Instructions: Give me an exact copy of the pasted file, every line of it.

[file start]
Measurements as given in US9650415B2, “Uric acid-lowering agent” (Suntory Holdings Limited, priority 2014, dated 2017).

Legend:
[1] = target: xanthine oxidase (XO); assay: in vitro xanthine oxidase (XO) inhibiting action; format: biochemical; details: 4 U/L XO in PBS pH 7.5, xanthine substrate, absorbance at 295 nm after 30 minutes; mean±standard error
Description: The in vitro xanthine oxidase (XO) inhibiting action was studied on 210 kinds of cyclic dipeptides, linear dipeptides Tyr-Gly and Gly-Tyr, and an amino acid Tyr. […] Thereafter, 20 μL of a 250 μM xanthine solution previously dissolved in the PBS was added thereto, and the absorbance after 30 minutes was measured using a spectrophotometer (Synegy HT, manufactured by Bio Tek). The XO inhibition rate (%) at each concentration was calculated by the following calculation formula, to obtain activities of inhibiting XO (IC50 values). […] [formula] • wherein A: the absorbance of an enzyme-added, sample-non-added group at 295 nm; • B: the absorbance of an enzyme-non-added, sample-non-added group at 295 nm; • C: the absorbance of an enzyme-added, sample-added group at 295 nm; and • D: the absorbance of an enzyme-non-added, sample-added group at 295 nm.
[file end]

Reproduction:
Measurements as given in US9650415B2, “Uric acid-lowering agent” (Suntory Holdings Limited, priority 2014, dated 2017).

Legend:
[1] = target: xanthine oxidase (XO); assay: in vitro xanthine oxidase (XO) inhibiting action; format: biochemical; details: 4 U/L XO in PBS pH 7.5, xanthine substrate, absorbance at 295 nm after 30 minutes; mean±standard error
Description: The in vitro xanthine oxidase (XO) inhibiting action was studied on 210 kinds of cyclic dipeptides, linear dipeptides Tyr-Gly and Gly-Tyr, and an amino acid Tyr. […] Thereafter, 20 μL of a 250 μM xanthine solution previously dissolved in the PBS was added thereto, and the absorbance after 30 minutes was measured using a spectrophotometer (Synegy HT, manufactured by Bio Tek). The XO inhibition rate (%) at each concentration was calculated by the following calculation formula, to obtain activities of inhibiting XO (IC50 values). […] [formula] • wherein A: the absorbance of an enzyme-added, sample-non-added group at 295 nm; • B: the absorbance of an enzyme-non-added, sample-non-added group at 295 nm; • C: the absorbance of an enzyme-added, sample-added group at 295 nm; and • D: the absorbance of an enzyme-non-added, sample-added group at 295 nm.